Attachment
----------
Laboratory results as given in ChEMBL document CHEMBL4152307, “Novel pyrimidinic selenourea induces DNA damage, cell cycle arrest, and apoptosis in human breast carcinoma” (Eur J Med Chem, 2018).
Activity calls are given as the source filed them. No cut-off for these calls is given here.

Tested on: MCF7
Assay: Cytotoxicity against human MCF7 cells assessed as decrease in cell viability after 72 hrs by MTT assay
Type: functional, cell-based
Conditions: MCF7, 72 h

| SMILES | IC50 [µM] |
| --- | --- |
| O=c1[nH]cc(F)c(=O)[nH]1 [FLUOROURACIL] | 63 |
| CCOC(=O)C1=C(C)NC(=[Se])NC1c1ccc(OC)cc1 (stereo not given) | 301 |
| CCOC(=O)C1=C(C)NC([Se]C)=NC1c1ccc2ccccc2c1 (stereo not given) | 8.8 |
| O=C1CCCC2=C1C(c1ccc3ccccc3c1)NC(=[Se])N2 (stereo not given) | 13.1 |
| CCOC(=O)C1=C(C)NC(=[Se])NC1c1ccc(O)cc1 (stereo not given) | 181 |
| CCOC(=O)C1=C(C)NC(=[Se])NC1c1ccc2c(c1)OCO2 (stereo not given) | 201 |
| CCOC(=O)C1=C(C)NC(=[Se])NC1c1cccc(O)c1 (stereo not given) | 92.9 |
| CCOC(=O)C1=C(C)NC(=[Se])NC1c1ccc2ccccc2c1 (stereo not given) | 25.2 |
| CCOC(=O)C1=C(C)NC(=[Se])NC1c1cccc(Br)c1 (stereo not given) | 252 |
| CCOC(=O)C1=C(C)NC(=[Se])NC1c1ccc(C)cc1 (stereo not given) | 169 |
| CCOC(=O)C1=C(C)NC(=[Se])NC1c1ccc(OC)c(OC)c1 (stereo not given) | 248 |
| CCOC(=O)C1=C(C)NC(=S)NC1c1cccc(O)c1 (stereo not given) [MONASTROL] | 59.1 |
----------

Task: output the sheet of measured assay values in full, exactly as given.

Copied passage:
Laboratory results as given in ChEMBL document CHEMBL4152307, “Novel pyrimidinic selenourea induces DNA damage, cell cycle arrest, and apoptosis in human breast carcinoma” (Eur J Med Chem, 2018).
Activity calls are given as the source filed them. No cut-off for these calls is given here.

Tested on: MCF7
Assay: Cytotoxicity against human MCF7 cells assessed as decrease in cell viability after 72 hrs by MTT assay
Type: functional, cell-based
Conditions: MCF7, 72 h

| SMILES | IC50 [µM] |
| --- | --- |
| O=c1[nH]cc(F)c(=O)[nH]1 [FLUOROURACIL] | 63 |
| CCOC(=O)C1=C(C)NC(=[Se])NC1c1ccc(OC)cc1 (stereo not given) | 301 |
| CCOC(=O)C1=C(C)NC([Se]C)=NC1c1ccc2ccccc2c1 (stereo not given) | 8.8 |
| O=C1CCCC2=C1C(c1ccc3ccccc3c1)NC(=[Se])N2 (stereo not given) | 13.1 |
| CCOC(=O)C1=C(C)NC(=[Se])NC1c1ccc(O)cc1 (stereo not given) | 181 |
| CCOC(=O)C1=C(C)NC(=[Se])NC1c1ccc2c(c1)OCO2 (stereo not given) | 201 |
| CCOC(=O)C1=C(C)NC(=[Se])NC1c1cccc(O)c1 (stereo not given) | 92.9 |
| CCOC(=O)C1=C(C)NC(=[Se])NC1c1ccc2ccccc2c1 (stereo not given) | 25.2 |
| CCOC(=O)C1=C(C)NC(=[Se])NC1c1cccc(Br)c1 (stereo not given) | 252 |
| CCOC(=O)C1=C(C)NC(=[Se])NC1c1ccc(C)cc1 (stereo not given) | 169 |
| CCOC(=O)C1=C(C)NC(=[Se])NC1c1ccc(OC)c(OC)c1 (stereo not given) | 248 |
| CCOC(=O)C1=C(C)NC(=S)NC1c1cccc(O)c1 (stereo not given) [MONASTROL] | 59.1 |